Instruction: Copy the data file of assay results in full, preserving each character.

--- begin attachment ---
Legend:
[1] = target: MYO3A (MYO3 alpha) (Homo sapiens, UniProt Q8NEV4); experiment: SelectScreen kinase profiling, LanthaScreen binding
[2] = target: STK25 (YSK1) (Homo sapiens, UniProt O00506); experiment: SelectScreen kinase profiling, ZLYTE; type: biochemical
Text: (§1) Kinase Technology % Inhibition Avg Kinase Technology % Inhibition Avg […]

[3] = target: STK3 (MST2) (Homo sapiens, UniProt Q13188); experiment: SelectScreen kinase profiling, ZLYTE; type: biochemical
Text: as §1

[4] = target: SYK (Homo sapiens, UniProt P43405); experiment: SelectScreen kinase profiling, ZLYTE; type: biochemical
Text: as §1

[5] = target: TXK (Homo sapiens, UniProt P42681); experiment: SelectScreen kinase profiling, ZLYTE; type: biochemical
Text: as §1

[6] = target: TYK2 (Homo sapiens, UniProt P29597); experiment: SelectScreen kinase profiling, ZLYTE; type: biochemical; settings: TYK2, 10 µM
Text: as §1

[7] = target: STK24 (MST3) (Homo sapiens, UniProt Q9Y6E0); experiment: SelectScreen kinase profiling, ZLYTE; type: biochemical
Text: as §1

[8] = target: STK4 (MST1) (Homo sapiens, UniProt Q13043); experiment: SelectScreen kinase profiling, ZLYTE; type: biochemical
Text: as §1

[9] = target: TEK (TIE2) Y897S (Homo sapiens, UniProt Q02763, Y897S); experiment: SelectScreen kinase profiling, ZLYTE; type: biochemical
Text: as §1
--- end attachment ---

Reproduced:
Legend:
[1] = target: MYO3A (MYO3 alpha) (Homo sapiens, UniProt Q8NEV4); experiment: SelectScreen kinase profiling, LanthaScreen binding
[2] = target: STK25 (YSK1) (Homo sapiens, UniProt O00506); experiment: SelectScreen kinase profiling, ZLYTE; type: biochemical
Text: (§1) Kinase Technology % Inhibition Avg Kinase Technology % Inhibition Avg […]

[3] = target: STK3 (MST2) (Homo sapiens, UniProt Q13188); experiment: SelectScreen kinase profiling, ZLYTE; type: biochemical
Text: as §1

[4] = target: SYK (Homo sapiens, UniProt P43405); experiment: SelectScreen kinase profiling, ZLYTE; type: biochemical
Text: as §1

[5] = target: TXK (Homo sapiens, UniProt P42681); experiment: SelectScreen kinase profiling, ZLYTE; type: biochemical
Text: as §1

[6] = target: TYK2 (Homo sapiens, UniProt P29597); experiment: SelectScreen kinase profiling, ZLYTE; type: biochemical; settings: TYK2, 10 µM
Text: as §1

[7] = target: STK24 (MST3) (Homo sapiens, UniProt Q9Y6E0); experiment: SelectScreen kinase profiling, ZLYTE; type: biochemical
Text: as §1

[8] = target: STK4 (MST1) (Homo sapiens, UniProt Q13043); experiment: SelectScreen kinase profiling, ZLYTE; type: biochemical
Text: as §1

[9] = target: TEK (TIE2) Y897S (Homo sapiens, UniProt Q02763, Y897S); experiment: SelectScreen kinase profiling, ZLYTE; type: biochemical
Text: as §1